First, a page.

SF Smackdown: Glen Park House vs. Noe Condo

When you’re looking for a three-bedroom home in a central San Francisco neighborhood for under $1M, the options aren’t vast. But I found two properties that I think are worth considering. The question is: What do you value—the privacy of a standalone house, more space, urban or lower-key locale?

In one corner is 84 Lippard:

I saw this 3BR/2BA, 1,224-square foot single-family home when it was on the market three years ago (listed at $849,000, sold then for $910,000). It’s listed at $875,000 now, which tells you a bit about the market for smaller homes in Glen Park right now. There are two bedrooms and one bath on the main floor, with a nice master suite downstairs that leads out to the yard. I recall being able to hear Bosworth traffic in the yard, given the close proximity to that street. But this home has nice 1920s details such as crown moldings. You’re 2.5 blocks from the heart of Glen Park Village, and about three blocks to the Glen Park BART station. 280 access is very easy. For recreation, you can bring the dogs or the kids to Glen Canyon Park, just down Chenery.

In the other corner is 1103 Guerrero at 23rd Street:

Located in a three-unit building that includes a commercial space currently housing a dry cleaners, 1103 Guerrero is a 3BR/2BA, 1,632-square foot condo with great period details. There’s a huge bay window with fireplace, nicely updated eat-in kitchen, dining room with fireplace and a nice rear deck. Listed at $895,000, the unit includes one-car parking. You’re ridiculously close to pretty much everything in the area, including the BART/Muni station at 24th & Mission; both 101 and 280; and every kind of restaurant you can think of. Guerrero is a little busy, as it’s four lanes of traffic. But that didn’t seem to hurt the Nove condo sales, which happened pretty quickly.

Which home would you prefer? Make sure to let me know in the Comments section!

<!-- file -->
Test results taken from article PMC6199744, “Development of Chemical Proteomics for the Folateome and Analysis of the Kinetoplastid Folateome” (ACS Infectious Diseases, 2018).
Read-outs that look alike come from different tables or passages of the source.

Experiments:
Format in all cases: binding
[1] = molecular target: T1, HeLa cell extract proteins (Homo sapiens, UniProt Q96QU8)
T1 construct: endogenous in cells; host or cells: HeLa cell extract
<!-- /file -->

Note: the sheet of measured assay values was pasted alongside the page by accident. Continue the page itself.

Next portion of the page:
3 responses to “SF Smackdown: Glen Park House vs. Noe Condo”

  1. Kevin says:

    I’m shamelessly plugging an addition to your smackdown, but also wondering about how buyers view these choices. I think it’s interesting there are a few other properties in this category (similar locations) One additional thought is do you lock up the single family home in Glen Park, the top floor condo at the corner of Guerrero and 23rd (Noe Valley) or a top floor 1,818 square foot condo (3 bed/3bath/2 car, top floor, 2004 construction) in a quiet Mission location that literally is only a few blocks from the Noe condo? Is the psychological jump that wide? Curious to know….

    • insidesfre says:

      Thanks for your comments! I selected these listings because they’re new, and I think the neighborhoods are somewhat comparable in terms of safety and urban activity (though the Guerrero condo is probably considered to be more “urban). Kevin, I love your unit. I have sent your listing to a few people looking for good value. But I think the location is the issue, as you’re closer to the 26th St projects and Capp Street rings a bell where gangs are concerned. That is the feedback I’ve received. I don’t think families are the only ones looking for more than two bedrooms in a property. I have two buyers in the $1M price range who want a 3BR/2BA condo or house with parking, in a relatively central neighborhood. They want a bedroom, office, guest room, which appears to be the holy trinity where San Francisco housing is concerned.

  2. anon says:

    The psychological jump may be wide but the result is the same. Most 3BR buyers are families, right?

    Under the new district boundaries, 23rd & Guerrero residents on the east side of the street are lumped in with the worst performing schools in the Mission, Chavez Elementary and Horace Mann Middle. Indeed, most Mission residents have access to better schools than buyers of this place would.

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